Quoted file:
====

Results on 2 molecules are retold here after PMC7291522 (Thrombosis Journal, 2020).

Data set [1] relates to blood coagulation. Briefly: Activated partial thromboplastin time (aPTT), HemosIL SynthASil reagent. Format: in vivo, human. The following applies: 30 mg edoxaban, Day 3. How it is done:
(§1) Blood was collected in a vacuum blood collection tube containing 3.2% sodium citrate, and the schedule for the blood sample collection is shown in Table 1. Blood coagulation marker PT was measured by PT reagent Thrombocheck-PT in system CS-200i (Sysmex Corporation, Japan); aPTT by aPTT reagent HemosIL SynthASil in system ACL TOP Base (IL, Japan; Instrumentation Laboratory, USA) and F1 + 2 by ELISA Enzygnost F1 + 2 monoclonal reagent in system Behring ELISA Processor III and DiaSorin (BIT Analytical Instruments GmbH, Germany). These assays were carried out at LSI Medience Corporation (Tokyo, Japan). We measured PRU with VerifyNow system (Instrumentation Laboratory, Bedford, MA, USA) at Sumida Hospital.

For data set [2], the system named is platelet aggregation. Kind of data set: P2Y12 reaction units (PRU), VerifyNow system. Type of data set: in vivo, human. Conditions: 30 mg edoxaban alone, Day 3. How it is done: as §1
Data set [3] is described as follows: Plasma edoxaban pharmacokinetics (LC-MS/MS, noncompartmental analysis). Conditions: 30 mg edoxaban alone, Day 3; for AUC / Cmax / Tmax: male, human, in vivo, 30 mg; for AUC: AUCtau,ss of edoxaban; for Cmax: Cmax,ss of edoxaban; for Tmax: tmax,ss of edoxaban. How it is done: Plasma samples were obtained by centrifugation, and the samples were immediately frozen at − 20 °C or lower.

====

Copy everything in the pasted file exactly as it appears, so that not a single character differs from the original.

Results on 2 molecules are retold here after PMC7291522 (Thrombosis Journal, 2020).

Data set [1] relates to blood coagulation. Briefly: Activated partial thromboplastin time (aPTT), HemosIL SynthASil reagent. Format: in vivo, human. The following applies: 30 mg edoxaban, Day 3. How it is done:
(§1) Blood was collected in a vacuum blood collection tube containing 3.2% sodium citrate, and the schedule for the blood sample collection is shown in Table 1. Blood coagulation marker PT was measured by PT reagent Thrombocheck-PT in system CS-200i (Sysmex Corporation, Japan); aPTT by aPTT reagent HemosIL SynthASil in system ACL TOP Base (IL, Japan; Instrumentation Laboratory, USA) and F1 + 2 by ELISA Enzygnost F1 + 2 monoclonal reagent in system Behring ELISA Processor III and DiaSorin (BIT Analytical Instruments GmbH, Germany). These assays were carried out at LSI Medience Corporation (Tokyo, Japan). We measured PRU with VerifyNow system (Instrumentation Laboratory, Bedford, MA, USA) at Sumida Hospital.

For data set [2], the system named is platelet aggregation. Kind of data set: P2Y12 reaction units (PRU), VerifyNow system. Type of data set: in vivo, human. Conditions: 30 mg edoxaban alone, Day 3. How it is done: as §1
Data set [3] is described as follows: Plasma edoxaban pharmacokinetics (LC-MS/MS, noncompartmental analysis). Conditions: 30 mg edoxaban alone, Day 3; for AUC / Cmax / Tmax: male, human, in vivo, 30 mg; for AUC: AUCtau,ss of edoxaban; for Cmax: Cmax,ss of edoxaban; for Tmax: tmax,ss of edoxaban. How it is done: Plasma samples were obtained by centrifugation, and the samples were immediately frozen at − 20 °C or lower.